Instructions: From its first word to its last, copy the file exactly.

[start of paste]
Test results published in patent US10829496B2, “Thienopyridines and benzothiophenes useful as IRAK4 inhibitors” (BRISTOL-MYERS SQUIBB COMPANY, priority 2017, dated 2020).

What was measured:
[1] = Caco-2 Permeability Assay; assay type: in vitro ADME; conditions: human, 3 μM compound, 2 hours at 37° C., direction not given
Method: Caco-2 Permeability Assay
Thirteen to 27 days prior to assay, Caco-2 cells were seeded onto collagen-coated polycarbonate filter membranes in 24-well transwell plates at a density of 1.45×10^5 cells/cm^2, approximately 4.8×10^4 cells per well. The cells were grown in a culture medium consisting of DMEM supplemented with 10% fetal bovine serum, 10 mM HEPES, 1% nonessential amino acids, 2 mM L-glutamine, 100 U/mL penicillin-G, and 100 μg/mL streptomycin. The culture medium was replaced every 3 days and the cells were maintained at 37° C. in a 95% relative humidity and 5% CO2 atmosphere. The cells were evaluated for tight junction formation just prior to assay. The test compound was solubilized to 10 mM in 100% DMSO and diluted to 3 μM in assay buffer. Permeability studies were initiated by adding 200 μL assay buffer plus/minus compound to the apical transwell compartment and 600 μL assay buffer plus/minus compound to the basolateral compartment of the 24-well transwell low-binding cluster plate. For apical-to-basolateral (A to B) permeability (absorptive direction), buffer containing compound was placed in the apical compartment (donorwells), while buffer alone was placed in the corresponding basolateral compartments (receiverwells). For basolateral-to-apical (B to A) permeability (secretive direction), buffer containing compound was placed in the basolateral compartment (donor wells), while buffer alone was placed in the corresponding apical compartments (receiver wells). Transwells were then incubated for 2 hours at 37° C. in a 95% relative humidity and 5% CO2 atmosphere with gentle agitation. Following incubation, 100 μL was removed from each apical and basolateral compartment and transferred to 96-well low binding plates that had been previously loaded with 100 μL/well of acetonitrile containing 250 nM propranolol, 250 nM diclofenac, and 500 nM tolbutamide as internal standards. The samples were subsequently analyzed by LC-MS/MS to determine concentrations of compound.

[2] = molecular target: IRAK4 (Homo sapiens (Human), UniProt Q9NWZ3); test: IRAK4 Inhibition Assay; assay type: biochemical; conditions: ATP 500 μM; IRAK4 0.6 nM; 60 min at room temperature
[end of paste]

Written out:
Test results published in patent US10829496B2, “Thienopyridines and benzothiophenes useful as IRAK4 inhibitors” (BRISTOL-MYERS SQUIBB COMPANY, priority 2017, dated 2020).

What was measured:
[1] = Caco-2 Permeability Assay; assay type: in vitro ADME; conditions: human, 3 μM compound, 2 hours at 37° C., direction not given
Method: Caco-2 Permeability Assay
Thirteen to 27 days prior to assay, Caco-2 cells were seeded onto collagen-coated polycarbonate filter membranes in 24-well transwell plates at a density of 1.45×10^5 cells/cm^2, approximately 4.8×10^4 cells per well. The cells were grown in a culture medium consisting of DMEM supplemented with 10% fetal bovine serum, 10 mM HEPES, 1% nonessential amino acids, 2 mM L-glutamine, 100 U/mL penicillin-G, and 100 μg/mL streptomycin. The culture medium was replaced every 3 days and the cells were maintained at 37° C. in a 95% relative humidity and 5% CO2 atmosphere. The cells were evaluated for tight junction formation just prior to assay. The test compound was solubilized to 10 mM in 100% DMSO and diluted to 3 μM in assay buffer. Permeability studies were initiated by adding 200 μL assay buffer plus/minus compound to the apical transwell compartment and 600 μL assay buffer plus/minus compound to the basolateral compartment of the 24-well transwell low-binding cluster plate. For apical-to-basolateral (A to B) permeability (absorptive direction), buffer containing compound was placed in the apical compartment (donorwells), while buffer alone was placed in the corresponding basolateral compartments (receiverwells). For basolateral-to-apical (B to A) permeability (secretive direction), buffer containing compound was placed in the basolateral compartment (donor wells), while buffer alone was placed in the corresponding apical compartments (receiver wells). Transwells were then incubated for 2 hours at 37° C. in a 95% relative humidity and 5% CO2 atmosphere with gentle agitation. Following incubation, 100 μL was removed from each apical and basolateral compartment and transferred to 96-well low binding plates that had been previously loaded with 100 μL/well of acetonitrile containing 250 nM propranolol, 250 nM diclofenac, and 500 nM tolbutamide as internal standards. The samples were subsequently analyzed by LC-MS/MS to determine concentrations of compound.

[2] = molecular target: IRAK4 (Homo sapiens (Human), UniProt Q9NWZ3); test: IRAK4 Inhibition Assay; assay type: biochemical; conditions: ATP 500 μM; IRAK4 0.6 nM; 60 min at room temperature